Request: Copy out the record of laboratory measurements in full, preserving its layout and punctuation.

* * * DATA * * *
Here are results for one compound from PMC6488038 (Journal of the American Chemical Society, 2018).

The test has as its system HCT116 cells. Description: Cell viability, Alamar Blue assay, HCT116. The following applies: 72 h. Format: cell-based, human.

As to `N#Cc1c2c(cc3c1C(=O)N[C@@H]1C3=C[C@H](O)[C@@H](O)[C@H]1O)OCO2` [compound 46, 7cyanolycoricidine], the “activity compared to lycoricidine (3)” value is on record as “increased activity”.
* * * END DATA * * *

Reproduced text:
Here are results for one compound from PMC6488038 (Journal of the American Chemical Society, 2018).

The test has as its system HCT116 cells. Description: Cell viability, Alamar Blue assay, HCT116. The following applies: 72 h. Format: cell-based, human.

As to `N#Cc1c2c(cc3c1C(=O)N[C@@H]1C3=C[C@H](O)[C@@H](O)[C@H]1O)OCO2` [compound 46, 7cyanolycoricidine], the “activity compared to lycoricidine (3)” value is on record as “increased activity”.